DENVER (AP) – Air Force coach Fisher DeBerry met the academy’s new superintendent for the first time Wednesday, and found himself being reprimanded, but not fired, for statements he made about black athletes and recruiting.

The 67-year-old coach, known for his folksy, disarming charm and his homespun sayings, found himself in an imbroglio over political correctness for the second time in less than 12 months.

Last time, it was about religion in the locker room. This time, it was about black football players – or the lack of them – at the academy.

After his meeting with Lt. Gen. John Regni, DeBerry, who is suffering through a 3-5 season this year, issued an apology at a news conference.

“I realize the things I said might have been hurtful to many people and I want everyone to understand that I never intended to offend anyone,” DeBerry said.

On Tuesday, in discussing last weekend’s 48-10 loss to TCU, DeBerry said it was clear TCU “had a lot more Afro-American players than we did and they ran a lot faster than we did.”

“It just seems to me to be that way,” he said. “Afro-American kids can run very well. That doesn’t mean that Caucasian kids and other descents can’t run, but it’s very obvious to me that they run extremely well.”

DeBerry first discussed the topic Monday, telling The Gazette of Colorado Springs the academy needed to recruit faster players and noting, “you don’t see many minority athletes in our program.”

He said he realized he had erred as he was driving back to campus from his weekly luncheon with the media Tuesday.

DeBerry said he had no plans on stepping down after this latest public embarrassment. Athletic director Hans Mueh, who took DeBerry to Regni’s house, said the academy “has a zero-tolerance policy for any racial or ethnic discrimination or discrimination of any kind.”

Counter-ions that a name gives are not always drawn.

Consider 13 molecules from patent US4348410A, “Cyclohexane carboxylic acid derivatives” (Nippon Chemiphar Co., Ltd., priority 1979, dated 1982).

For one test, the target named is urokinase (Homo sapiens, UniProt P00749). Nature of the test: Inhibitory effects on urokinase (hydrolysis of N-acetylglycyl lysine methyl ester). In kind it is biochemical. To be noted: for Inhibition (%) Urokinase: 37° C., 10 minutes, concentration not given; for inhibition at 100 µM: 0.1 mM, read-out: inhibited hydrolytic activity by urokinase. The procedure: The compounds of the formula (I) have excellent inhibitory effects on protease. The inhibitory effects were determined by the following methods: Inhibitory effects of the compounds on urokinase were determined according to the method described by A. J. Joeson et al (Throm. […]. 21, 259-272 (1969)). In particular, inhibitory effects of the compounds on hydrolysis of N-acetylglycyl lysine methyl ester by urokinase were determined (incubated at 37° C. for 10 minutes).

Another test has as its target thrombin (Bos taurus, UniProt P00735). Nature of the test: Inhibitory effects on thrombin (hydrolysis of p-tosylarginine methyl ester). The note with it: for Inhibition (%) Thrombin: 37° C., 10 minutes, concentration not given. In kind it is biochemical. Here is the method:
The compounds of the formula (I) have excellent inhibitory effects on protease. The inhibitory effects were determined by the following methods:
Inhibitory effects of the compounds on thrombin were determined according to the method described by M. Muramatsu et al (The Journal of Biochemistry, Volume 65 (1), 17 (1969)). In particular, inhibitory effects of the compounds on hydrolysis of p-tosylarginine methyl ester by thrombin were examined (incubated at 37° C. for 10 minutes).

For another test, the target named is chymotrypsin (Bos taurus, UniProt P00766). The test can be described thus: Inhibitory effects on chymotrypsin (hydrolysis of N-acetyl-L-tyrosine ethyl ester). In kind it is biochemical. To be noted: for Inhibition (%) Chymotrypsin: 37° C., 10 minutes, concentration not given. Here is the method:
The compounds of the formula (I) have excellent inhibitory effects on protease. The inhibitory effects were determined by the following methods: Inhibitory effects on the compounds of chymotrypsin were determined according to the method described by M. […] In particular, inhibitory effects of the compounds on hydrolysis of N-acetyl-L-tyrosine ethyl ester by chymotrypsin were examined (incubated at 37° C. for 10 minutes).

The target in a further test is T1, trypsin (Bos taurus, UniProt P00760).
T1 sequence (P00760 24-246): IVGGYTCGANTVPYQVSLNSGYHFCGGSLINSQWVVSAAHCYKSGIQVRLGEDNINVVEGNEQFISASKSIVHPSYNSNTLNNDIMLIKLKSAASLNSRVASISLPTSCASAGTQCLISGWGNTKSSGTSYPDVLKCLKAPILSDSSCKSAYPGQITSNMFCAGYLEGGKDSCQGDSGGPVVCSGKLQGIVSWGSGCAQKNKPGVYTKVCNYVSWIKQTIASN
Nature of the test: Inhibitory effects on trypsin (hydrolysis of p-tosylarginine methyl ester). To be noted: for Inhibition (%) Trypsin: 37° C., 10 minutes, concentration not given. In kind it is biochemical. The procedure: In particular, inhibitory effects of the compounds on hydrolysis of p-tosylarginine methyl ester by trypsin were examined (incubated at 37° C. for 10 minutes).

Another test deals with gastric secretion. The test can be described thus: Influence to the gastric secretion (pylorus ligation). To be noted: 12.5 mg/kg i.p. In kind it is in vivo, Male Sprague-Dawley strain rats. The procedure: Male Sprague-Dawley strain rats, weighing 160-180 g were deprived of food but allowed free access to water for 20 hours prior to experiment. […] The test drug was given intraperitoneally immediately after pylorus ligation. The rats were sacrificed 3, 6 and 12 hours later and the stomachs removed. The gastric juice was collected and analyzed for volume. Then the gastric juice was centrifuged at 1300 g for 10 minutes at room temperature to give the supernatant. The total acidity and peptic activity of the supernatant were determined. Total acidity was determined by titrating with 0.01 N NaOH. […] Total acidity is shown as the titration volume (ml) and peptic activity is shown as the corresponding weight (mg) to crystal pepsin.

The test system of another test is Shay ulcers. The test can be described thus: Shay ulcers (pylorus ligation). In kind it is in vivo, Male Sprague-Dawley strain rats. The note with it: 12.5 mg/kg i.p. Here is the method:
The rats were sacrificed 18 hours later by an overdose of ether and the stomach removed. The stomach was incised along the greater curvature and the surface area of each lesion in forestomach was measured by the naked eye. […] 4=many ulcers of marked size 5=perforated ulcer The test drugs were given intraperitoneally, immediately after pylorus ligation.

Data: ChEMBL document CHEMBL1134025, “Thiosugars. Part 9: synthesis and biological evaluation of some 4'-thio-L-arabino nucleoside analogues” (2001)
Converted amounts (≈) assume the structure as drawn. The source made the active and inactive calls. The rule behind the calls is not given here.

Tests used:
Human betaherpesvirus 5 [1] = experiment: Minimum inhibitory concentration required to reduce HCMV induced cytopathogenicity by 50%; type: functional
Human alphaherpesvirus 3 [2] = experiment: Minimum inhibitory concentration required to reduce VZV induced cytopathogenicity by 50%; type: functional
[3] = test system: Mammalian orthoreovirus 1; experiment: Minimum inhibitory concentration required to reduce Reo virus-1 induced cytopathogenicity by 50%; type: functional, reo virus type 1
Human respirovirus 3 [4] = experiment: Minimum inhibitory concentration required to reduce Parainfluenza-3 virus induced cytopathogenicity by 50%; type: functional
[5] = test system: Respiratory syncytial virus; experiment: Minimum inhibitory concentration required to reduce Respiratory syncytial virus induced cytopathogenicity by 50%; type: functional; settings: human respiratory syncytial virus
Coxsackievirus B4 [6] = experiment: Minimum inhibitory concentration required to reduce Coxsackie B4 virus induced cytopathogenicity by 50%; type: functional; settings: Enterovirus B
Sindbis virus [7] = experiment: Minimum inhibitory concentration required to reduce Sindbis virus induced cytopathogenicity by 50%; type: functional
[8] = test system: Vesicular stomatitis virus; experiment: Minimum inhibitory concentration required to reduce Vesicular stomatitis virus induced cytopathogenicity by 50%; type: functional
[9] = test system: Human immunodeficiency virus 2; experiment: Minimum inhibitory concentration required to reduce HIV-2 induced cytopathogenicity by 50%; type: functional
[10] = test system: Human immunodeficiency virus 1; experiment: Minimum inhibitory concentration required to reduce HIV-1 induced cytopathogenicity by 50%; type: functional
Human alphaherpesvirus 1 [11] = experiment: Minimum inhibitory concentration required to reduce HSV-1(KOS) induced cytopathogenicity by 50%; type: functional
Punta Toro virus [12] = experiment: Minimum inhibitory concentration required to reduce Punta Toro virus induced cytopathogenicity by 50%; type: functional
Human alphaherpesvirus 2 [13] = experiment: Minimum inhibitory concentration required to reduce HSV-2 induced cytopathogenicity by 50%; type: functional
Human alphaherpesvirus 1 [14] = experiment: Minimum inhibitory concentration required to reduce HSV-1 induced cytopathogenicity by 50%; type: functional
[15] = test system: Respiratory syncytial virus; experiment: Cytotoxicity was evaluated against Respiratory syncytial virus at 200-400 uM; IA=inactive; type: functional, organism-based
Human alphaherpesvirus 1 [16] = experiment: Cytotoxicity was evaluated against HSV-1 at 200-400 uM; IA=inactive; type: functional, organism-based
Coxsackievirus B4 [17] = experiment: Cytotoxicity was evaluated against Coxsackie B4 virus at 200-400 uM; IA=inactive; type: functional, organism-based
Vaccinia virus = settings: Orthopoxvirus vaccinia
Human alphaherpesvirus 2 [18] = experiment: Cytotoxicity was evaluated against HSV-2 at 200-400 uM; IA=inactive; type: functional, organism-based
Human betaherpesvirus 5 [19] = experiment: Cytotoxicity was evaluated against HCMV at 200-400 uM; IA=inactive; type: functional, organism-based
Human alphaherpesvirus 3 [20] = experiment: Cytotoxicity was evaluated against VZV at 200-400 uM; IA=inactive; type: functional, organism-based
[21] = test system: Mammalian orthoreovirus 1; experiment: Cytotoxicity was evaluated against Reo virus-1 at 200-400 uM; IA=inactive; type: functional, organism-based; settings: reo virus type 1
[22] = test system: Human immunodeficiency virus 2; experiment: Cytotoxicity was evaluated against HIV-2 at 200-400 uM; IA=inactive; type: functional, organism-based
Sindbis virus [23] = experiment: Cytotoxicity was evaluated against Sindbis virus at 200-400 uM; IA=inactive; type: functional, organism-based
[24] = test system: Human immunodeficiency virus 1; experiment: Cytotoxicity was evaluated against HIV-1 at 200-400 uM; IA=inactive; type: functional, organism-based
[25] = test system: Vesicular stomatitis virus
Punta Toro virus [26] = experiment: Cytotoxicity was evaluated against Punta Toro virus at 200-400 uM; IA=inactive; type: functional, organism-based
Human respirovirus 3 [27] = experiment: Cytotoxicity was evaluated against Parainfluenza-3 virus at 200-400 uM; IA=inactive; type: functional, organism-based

Nonetheless, Mueh said the coach would not lose his job.

Air Force made two seniors, one white and one black, available after practice. Both said they were not offended by the coach’s statement.

“We, as a team, didn’t think he meant anything by it,” said receiver Jason Brown, who is black. “He’s not that kind of person. I personally wasn’t offended. I think people saw today how sincere he was and he didn’t mean anything by it.”

Center John Wilson, who is white, said last week’s loss had nothing to do with the ethnic makeup of the team.

“There are 250 guys on the team and there is not one player that was offended,” by DeBerry’s statements, Wilson said.

DeBerry took a few questions at the news conference after making his initial apology. At times, it wasn’t quite clear whether he was apologizing for what he said, and the ideas they conveyed, or merely for his word choice.

“I feel like maybe a couple of terms I used should not have been used in any remarks I made to anybody,” he said. “If I offended anyone by using the term “Afro-American,’ or “minorities,’ then I certainly did it not to offend anyone. I think people know me well enough. I think people know my heart. I think my players know me and how I care about people. I used a couple of terms that don’t reflect the standards and expectations and direction in our recruiting.”

Asked what, exactly, was wrong with saying that blacks run very well, DeBerry replied: “I don’t think there is anything wrong with that. We have some Caucasian players that run very, very well, also. My choice of words, I probably should have said “players,’ rather than expressing a particular ethnic group.”

This episode comes about a year after DeBerry was asked to remove a banner from the locker room that displayed the “Competitor’s Creed,” including the lines “I am a Christian first and last … I am a member of Team Jesus Christ.”

DeBerry’s misstep came as the academy deals with allegations of religious intolerance. The Air Force issued new guidelines directing leaders to be more sensitive to diversity after evangelical Christians were accused of harassing cadets who hold other beliefs.

Mueh said DeBerry, who has won 164 games in his 22 years as head coach at Air Force, shouldn’t be remembered for his latest mistake. The AD credited DeBerry for wanting to make a public apology.

“This is a great man, a great American,” Mueh said. “For him to come forward and admit he made this mistake – it was a serious, serious inappropriate comment – it was a great first step.”


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